Figure 5: Micrograph of ZnO-SiO2 using 2.0 M NH4OH showing flower-like ZnO-SiO2 nanostructures having hemispherical tips. At (a) 10,000x magnification and (b) 13,000x magnification.
Figure 6: Micrograph of ZnO-SiO2 using 3.0 M NH4OH showing flower-like ZnO-SiO2 nanostructures having shorter rods and more pronounced hemispherical tips. At (a) 10,000x magnification and (b) 13,000x magnification. Encircled are the flake-like structures.

Figure 7 shows the infrared spectra of the chemically deposited ZnO-SiO2 nanostructures prepared using high OH ion concentration together with the spectra of ZnO-SiO2 prepared using 1.0 M NH4OH for comparison. It was observed that intensity of the peaks at 1500 cm−1 and 1553 cm−1 attributed to the Si-OH (silanol) stretches of silica decreases while peak at 1045–1050 associated with the Si-O-Zn band has a more pronounced intensity as OH ion concentration is increased. This observation might suggest that the silanol group interacts with the OH ions in the solution and that prolonged stirring resulted in the surface capping of SiO2 to ZnO resulting in the formation of flower-like ZnO-SiO2 with hemispherical tips.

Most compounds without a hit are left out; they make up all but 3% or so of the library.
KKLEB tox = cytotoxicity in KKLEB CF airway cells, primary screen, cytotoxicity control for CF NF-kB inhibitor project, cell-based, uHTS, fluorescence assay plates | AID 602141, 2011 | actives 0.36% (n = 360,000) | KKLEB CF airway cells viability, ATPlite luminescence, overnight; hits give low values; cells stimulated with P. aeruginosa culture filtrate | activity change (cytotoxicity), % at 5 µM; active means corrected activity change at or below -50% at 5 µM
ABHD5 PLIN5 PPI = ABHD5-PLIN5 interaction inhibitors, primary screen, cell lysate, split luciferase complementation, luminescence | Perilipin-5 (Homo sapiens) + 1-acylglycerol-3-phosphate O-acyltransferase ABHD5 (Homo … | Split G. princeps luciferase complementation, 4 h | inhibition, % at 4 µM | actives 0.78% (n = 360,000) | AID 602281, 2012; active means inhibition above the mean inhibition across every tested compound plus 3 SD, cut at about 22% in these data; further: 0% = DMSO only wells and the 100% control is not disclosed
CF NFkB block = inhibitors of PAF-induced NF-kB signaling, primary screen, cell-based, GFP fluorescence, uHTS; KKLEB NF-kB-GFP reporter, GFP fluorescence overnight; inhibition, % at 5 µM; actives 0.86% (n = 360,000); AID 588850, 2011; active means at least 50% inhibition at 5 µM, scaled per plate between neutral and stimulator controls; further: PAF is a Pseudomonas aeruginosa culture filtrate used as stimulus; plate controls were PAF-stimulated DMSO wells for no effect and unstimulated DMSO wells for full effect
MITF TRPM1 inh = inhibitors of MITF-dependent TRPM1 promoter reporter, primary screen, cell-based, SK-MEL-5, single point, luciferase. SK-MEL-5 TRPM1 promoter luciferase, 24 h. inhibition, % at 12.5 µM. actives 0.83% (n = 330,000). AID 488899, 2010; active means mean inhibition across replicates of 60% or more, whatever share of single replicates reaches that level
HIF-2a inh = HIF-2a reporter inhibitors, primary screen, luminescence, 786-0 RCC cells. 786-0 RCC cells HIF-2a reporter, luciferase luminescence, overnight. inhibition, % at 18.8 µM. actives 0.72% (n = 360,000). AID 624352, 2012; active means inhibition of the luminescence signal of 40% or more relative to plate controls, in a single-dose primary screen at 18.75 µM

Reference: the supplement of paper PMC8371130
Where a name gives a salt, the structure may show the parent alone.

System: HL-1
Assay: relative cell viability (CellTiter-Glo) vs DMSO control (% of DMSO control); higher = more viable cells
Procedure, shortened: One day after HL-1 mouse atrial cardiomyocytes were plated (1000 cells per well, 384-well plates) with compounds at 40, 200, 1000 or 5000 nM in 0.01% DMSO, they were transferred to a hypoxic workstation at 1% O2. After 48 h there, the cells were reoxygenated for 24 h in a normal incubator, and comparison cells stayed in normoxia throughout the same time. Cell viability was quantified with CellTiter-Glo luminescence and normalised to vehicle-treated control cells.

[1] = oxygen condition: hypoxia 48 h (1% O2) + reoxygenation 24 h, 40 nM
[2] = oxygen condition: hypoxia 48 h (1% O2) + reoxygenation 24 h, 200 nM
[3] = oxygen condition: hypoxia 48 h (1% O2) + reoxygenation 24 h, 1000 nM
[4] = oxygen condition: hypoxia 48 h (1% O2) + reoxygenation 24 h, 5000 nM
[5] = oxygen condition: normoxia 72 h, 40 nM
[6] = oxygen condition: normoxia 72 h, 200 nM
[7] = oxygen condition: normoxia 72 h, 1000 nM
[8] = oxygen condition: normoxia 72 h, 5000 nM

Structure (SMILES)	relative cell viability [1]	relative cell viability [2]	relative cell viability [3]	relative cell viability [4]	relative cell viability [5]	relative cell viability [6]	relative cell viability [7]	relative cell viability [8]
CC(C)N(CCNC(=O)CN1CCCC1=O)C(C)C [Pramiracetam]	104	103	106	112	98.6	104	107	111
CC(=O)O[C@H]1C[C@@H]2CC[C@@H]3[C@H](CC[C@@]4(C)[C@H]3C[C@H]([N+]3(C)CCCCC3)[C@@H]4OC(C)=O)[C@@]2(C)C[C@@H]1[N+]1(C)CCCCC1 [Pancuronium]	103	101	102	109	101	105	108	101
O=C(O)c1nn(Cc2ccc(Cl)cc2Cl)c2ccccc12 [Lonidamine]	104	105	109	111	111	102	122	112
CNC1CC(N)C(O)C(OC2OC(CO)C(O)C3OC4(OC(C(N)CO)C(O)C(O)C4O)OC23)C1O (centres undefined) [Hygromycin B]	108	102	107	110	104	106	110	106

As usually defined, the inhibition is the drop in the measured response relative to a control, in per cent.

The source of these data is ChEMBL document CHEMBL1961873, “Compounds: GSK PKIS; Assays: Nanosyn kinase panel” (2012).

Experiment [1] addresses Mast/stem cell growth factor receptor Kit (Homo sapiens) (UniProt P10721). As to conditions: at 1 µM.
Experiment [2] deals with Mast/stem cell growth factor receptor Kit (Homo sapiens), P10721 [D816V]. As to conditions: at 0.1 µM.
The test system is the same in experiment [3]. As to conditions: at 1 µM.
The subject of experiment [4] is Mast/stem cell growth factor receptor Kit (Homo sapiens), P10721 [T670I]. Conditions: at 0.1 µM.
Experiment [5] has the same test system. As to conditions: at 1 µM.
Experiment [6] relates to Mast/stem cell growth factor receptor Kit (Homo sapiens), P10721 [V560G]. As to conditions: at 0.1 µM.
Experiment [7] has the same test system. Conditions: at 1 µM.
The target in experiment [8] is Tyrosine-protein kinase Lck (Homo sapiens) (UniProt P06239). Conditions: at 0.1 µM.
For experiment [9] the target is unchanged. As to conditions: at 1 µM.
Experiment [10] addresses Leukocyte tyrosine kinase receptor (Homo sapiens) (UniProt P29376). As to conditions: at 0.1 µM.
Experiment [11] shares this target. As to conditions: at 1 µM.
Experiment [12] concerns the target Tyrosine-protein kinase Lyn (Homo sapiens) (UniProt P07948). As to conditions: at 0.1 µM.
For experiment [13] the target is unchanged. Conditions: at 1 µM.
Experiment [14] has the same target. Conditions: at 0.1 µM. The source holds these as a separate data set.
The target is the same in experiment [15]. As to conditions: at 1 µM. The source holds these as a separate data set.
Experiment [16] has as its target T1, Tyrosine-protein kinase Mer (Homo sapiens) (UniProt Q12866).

Figure 7: Infrared spectra of the as-grown ZnO-SiO2 on glass substrate using 1.0 M (black), 2.0 M (red), and 3.0 M (green) NH4OH.

The X-ray diffraction diagram of the bare ZnO and amorphous SiO2 and the chemically deposited ZnO-SiO2 nanostructures at varying OH ion concentration are presented in Figures 8 and 9, respectively. A broad peak is observed centered at 21.6° (2θ) which is attributed to the amorphous nature of SiO2 [26] while the diffractogram of bare ZnO showed the (100), (002), and (101) reflections indicating the formation of ZnO. Presence of sulfides and hydroxides of zinc was also observed which is due to the precursors used as depicted in Figure 8. Figure 9, on the other hand, shows the diffractogram of the prepared ZnO-SiO2 samples. Phase analysis revealed that the peaks correspond to wurtzite structure of ZnO as indexed to PDF 36–1451. The broad hump observed at 15–30° (2θ) was associated to the amorphous silica added in the ammonium-zincate bath for the synthesis of ZnO-SiO2; the same diffractogram was observed as in the work of [27]. Presence of hydroxide of zinc was also observed.

Figure 8: X-ray diffraction plot of amorphous SiO2 used in the study.
Figure 9: X-ray diffraction plot of the as-grown ZnO-SiO2 on glass substrate using 1.0 M (black), 2.0 M (red), and 3.0 M (green) NH4OH.